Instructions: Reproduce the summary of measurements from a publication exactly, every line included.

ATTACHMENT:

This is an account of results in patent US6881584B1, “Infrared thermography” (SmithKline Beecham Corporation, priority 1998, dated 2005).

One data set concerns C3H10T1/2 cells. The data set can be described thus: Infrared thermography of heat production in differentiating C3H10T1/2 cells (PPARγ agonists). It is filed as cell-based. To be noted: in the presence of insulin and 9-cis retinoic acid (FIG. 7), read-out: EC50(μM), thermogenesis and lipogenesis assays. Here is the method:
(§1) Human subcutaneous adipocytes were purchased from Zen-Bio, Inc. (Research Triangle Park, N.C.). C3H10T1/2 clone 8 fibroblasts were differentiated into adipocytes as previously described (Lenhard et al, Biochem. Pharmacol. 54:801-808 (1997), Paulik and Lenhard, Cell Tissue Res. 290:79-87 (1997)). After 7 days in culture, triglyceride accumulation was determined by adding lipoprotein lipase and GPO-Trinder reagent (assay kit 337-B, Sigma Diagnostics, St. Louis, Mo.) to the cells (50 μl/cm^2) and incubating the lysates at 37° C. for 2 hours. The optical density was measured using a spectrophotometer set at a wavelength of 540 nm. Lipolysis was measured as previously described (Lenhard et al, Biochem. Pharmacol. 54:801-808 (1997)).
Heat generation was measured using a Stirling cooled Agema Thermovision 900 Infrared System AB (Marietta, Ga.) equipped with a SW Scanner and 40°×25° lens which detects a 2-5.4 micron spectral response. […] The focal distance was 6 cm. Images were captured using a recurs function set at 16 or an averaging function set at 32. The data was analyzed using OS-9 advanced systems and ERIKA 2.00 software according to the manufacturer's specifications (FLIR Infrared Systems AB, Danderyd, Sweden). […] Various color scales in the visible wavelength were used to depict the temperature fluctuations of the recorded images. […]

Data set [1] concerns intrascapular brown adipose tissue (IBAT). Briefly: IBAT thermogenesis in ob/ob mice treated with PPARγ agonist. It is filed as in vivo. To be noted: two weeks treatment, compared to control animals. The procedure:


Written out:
This is an account of results in patent US6881584B1, “Infrared thermography” (SmithKline Beecham Corporation, priority 1998, dated 2005).

One data set concerns C3H10T1/2 cells. The data set can be described thus: Infrared thermography of heat production in differentiating C3H10T1/2 cells (PPARγ agonists). It is filed as cell-based. To be noted: in the presence of insulin and 9-cis retinoic acid (FIG. 7), read-out: EC50(μM), thermogenesis and lipogenesis assays. Here is the method:
(§1) Human subcutaneous adipocytes were purchased from Zen-Bio, Inc. (Research Triangle Park, N.C.). C3H10T1/2 clone 8 fibroblasts were differentiated into adipocytes as previously described (Lenhard et al, Biochem. Pharmacol. 54:801-808 (1997), Paulik and Lenhard, Cell Tissue Res. 290:79-87 (1997)). After 7 days in culture, triglyceride accumulation was determined by adding lipoprotein lipase and GPO-Trinder reagent (assay kit 337-B, Sigma Diagnostics, St. Louis, Mo.) to the cells (50 μl/cm^2) and incubating the lysates at 37° C. for 2 hours. The optical density was measured using a spectrophotometer set at a wavelength of 540 nm. Lipolysis was measured as previously described (Lenhard et al, Biochem. Pharmacol. 54:801-808 (1997)).
Heat generation was measured using a Stirling cooled Agema Thermovision 900 Infrared System AB (Marietta, Ga.) equipped with a SW Scanner and 40°×25° lens which detects a 2-5.4 micron spectral response. […] The focal distance was 6 cm. Images were captured using a recurs function set at 16 or an averaging function set at 32. The data was analyzed using OS-9 advanced systems and ERIKA 2.00 software according to the manufacturer's specifications (FLIR Infrared Systems AB, Danderyd, Sweden). […] Various color scales in the visible wavelength were used to depict the temperature fluctuations of the recorded images. […]

Data set [1] concerns intrascapular brown adipose tissue (IBAT). Briefly: IBAT thermogenesis in ob/ob mice treated with PPARγ agonist. It is filed as in vivo. To be noted: two weeks treatment, compared to control animals. The procedure: